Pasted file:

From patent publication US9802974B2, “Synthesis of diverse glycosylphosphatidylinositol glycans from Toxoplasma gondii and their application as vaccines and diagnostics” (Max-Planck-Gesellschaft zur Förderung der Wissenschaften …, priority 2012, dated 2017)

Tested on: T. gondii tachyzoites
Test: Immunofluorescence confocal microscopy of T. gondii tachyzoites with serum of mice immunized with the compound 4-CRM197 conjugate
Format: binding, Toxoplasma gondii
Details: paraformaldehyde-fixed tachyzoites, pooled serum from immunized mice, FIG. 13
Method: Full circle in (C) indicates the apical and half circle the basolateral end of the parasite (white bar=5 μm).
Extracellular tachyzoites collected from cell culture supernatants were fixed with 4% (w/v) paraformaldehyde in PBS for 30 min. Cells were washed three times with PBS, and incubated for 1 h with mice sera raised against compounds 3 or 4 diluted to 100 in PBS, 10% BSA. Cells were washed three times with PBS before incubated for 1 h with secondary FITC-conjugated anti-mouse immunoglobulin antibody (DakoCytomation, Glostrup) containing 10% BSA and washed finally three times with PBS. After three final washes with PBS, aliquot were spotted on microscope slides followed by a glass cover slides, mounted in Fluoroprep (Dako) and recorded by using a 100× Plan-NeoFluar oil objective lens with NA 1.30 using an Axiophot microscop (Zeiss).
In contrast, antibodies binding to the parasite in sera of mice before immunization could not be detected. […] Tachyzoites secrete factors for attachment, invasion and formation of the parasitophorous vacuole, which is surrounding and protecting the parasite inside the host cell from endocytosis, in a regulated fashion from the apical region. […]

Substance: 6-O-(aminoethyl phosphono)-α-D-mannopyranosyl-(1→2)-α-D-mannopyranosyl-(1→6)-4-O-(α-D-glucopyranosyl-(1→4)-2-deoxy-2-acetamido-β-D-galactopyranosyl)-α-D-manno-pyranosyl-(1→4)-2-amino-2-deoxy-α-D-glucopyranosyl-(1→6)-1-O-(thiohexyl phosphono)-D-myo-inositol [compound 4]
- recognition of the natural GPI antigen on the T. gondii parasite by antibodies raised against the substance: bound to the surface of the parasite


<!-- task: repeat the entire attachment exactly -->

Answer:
From patent publication US9802974B2, “Synthesis of diverse glycosylphosphatidylinositol glycans from Toxoplasma gondii and their application as vaccines and diagnostics” (Max-Planck-Gesellschaft zur Förderung der Wissenschaften …, priority 2012, dated 2017)

Tested on: T. gondii tachyzoites
Test: Immunofluorescence confocal microscopy of T. gondii tachyzoites with serum of mice immunized with the compound 4-CRM197 conjugate
Format: binding, Toxoplasma gondii
Details: paraformaldehyde-fixed tachyzoites, pooled serum from immunized mice, FIG. 13
Method: Full circle in (C) indicates the apical and half circle the basolateral end of the parasite (white bar=5 μm).
Extracellular tachyzoites collected from cell culture supernatants were fixed with 4% (w/v) paraformaldehyde in PBS for 30 min. Cells were washed three times with PBS, and incubated for 1 h with mice sera raised against compounds 3 or 4 diluted to 100 in PBS, 10% BSA. Cells were washed three times with PBS before incubated for 1 h with secondary FITC-conjugated anti-mouse immunoglobulin antibody (DakoCytomation, Glostrup) containing 10% BSA and washed finally three times with PBS. After three final washes with PBS, aliquot were spotted on microscope slides followed by a glass cover slides, mounted in Fluoroprep (Dako) and recorded by using a 100× Plan-NeoFluar oil objective lens with NA 1.30 using an Axiophot microscop (Zeiss).
In contrast, antibodies binding to the parasite in sera of mice before immunization could not be detected. […] Tachyzoites secrete factors for attachment, invasion and formation of the parasitophorous vacuole, which is surrounding and protecting the parasite inside the host cell from endocytosis, in a regulated fashion from the apical region. […]

Substance: 6-O-(aminoethyl phosphono)-α-D-mannopyranosyl-(1→2)-α-D-mannopyranosyl-(1→6)-4-O-(α-D-glucopyranosyl-(1→4)-2-deoxy-2-acetamido-β-D-galactopyranosyl)-α-D-manno-pyranosyl-(1→4)-2-amino-2-deoxy-α-D-glucopyranosyl-(1→6)-1-O-(thiohexyl phosphono)-D-myo-inositol [compound 4]
- recognition of the natural GPI antigen on the T. gondii parasite by antibodies raised against the substance: bound to the surface of the parasite